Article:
If you’re a Coffee lover like me, you’ll know that drinking a cup in the morning is about more than just fulfilling a daily routine. It’s a way of waking you up, making you feel better and a self-assuring means of helping you believe you can overcome whatever the day has in store for you.
Because coffee plays such an important role in so many people’s lives, and with more and more people opting to make their favourite cup of coffee at home, I thought I’d share some tips that I’ve learned by experimenting with home brewing equipment over the last couple of years, with the aim of helping you achieve a better quality cup of coffee in your own kitchen.
Now I’m not pretending to be a barista here, these tips are simply from my past experiences with both, drip filter coffees, automoated brewers, espresso machines and pour-over brewing.
I’ve had to learn the hard way by sacrifcing many a bean along the way to getting a consistent brew, hopefully after reading this you’ll be able to improve the results you get from your coffee brewing efforts.
1. Pre-warm your cup
This is my number one tip. No matter what type of coffee you brew, unless it’s a refreshing cold brew coffee for the summer, it’s most likely you enjoy drinking your coffee hot not tepid.
If you’re part of the pour-over brigade, temperature plays a critical role in ensuring you achieve a top quality brew.
No matter what brewing method you choose, allowing the coffee you’ve carefuly brewed to go sloshing around in a cold mug means you’ll be left with a substandard cup of coffee that not only does a disservice to you, but also to the beans you’ve taken time to prepare.
By making sure your cup is warm before the coffee hits its walls will mean the flavour, aroma and the texture of the coffee is maintained for longer, which is always a good thing.
I tend to boil the kettle, let it settle and then pour the hot water into my cups and leave them to heat for around 10-15 seconds before pouring in my coffee, or if I’m feeling lazy, I pre-heat the cups on top of my Sage Barista Express whilst I prepare my espresso and texture my milk for a latte.
Whether you choose one of the methods I’ve mentioned or you find your own, always remember to keep that cup hot!
2. Don’t be precious about your beans
This one took me quite a long time to get my head around and commit to, but believe me when I say, you’re doing nothing for the quality of your cup of coffee by saving those special beans you bought for a special occasion.
The reason you should use your beans as soon as you can after you buy them is, the longer you leave them sat in the packet or kilner jar after they’ve been roasted, the less flavour they’ll impart during the brewing process.
If your beans are less silky and citrussy and more cardboardy and boring, it’s most likely you’ve had them sat around for too long.
As I’ve mentioned in some of the posts on The Bean Pole, coffee is a beautiful thing with some extraordinary flavours, but I think I speak for everyone when I say, no one wants a coffee that tastes like corragated paper.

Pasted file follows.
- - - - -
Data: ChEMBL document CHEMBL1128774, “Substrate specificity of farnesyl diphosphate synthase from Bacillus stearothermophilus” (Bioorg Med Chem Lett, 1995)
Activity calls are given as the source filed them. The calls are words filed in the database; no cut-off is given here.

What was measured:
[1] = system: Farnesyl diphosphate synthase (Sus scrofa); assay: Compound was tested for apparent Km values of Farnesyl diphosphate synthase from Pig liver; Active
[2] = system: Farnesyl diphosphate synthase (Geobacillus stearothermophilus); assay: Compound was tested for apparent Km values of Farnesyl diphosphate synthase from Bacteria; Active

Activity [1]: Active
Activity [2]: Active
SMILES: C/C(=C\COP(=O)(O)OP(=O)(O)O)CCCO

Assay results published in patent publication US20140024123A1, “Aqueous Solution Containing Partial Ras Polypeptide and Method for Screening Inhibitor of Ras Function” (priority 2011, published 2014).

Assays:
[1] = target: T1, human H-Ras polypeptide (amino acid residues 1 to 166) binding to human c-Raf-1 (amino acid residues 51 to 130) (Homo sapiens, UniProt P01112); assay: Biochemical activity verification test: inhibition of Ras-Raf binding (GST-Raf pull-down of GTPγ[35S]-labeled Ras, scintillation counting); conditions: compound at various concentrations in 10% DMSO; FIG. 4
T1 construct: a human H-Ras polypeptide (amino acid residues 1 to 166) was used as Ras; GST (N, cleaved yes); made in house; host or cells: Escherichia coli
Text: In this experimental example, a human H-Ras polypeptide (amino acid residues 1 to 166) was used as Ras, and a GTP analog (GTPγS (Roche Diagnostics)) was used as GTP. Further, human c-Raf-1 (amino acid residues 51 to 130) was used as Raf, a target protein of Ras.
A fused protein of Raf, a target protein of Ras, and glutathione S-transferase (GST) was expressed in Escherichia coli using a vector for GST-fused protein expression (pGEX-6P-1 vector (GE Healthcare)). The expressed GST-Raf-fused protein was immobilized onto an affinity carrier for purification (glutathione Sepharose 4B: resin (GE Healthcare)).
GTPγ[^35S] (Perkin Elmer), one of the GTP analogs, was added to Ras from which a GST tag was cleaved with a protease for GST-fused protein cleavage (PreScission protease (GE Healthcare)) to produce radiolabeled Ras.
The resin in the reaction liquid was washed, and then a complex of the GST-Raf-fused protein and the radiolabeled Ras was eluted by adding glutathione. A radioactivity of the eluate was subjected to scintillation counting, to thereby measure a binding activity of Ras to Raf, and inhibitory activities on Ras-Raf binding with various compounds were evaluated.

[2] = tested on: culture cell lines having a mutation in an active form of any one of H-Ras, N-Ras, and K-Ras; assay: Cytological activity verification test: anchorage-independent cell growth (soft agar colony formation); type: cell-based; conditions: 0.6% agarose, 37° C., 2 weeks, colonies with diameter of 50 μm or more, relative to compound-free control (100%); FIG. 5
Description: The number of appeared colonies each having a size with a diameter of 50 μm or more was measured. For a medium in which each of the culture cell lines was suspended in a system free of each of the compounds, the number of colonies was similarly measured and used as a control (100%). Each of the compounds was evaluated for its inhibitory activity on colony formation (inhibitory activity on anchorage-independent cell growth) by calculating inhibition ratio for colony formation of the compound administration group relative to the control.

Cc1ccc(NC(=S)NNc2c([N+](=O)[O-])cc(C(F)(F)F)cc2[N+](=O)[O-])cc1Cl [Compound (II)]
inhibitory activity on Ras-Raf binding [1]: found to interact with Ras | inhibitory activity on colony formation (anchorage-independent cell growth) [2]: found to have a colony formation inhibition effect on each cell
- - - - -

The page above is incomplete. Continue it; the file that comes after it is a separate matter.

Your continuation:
So, to combat this, keep your bean supply short and regular, but what ever you do stay away from the freezer. Freezing coffee beans is the equivalent to trying to lick some flavour out of a concrete wall, it’s just never going to happen!
3. Wet those filters
If you’re a fan of making your coffee using a drip filter machine or you prefer a V60 brew or any pour over coffee that involves using a filter of some sort, make sure that bad boy’s wet.
Filters of any kind always have some degree of flavour, even if it’s not advertised, and bleached paper filters are the biggest culprit. Hitting the paper filter with some water before you brew your coffee will help eradicate some of that taste, with the added benefit of helping your filter hug the surface of your machine, chemex or V60.
Bear in mind that I’m only talking about a smidge of water here, no need to recreate the Sri Lankan monsoon pre-brew.
4. Wet the screen
So I’ve been using my Sage Barista Express for a while now and for a long time I loved it (I still do) but there was one thing that constantly annoyed me at the end of every espresso I brewed and that was the basket that held the grounds sticking to the screen that releases the water and helps brew the espresso itself.
My workaround? Make sure you do a 2-3 second run through of your machine so that water is dispensed and the screen is wet, this will help your basket slide off easier at the end of the process, whilst also ensuring the water is dispensed evenly over the grounds at the start of the brew.
Having the water dispense evenly across the grounds will give you a better texture and will ensure you’re pulling every last bit of flavour fro the coffee grounds.
5. Stay away from boiling water
Impatience is a killer, especially when it comes to brewing methods that require you to pour water over the grounds.
Whatever you do, stay away from boiling water unless you want to annihalate your coffee beans and have a brew that resembles something you’d find in a pot hole.
If you do opt to make your brew using a french press, chemex or V60, boil the water then relax for about a minute. Catch up with what that person you don’t actually care about is doing on Insta or pop to the loo, treat yourself, but leave that kettle alone for 60 seconds after it’s finished boiling. Trust me you’ll thank me for it when you’re supping on a top brew!
So there we have it 5 tips that should make you a better brewer of coffee at home. I had to learn the hard way, but you don’t.
If you have some top tips on brewing coffee at home, don’t be shy! Share your thoughts in the comments or leave a comment on my Facebook page, which you can Like by clicking here.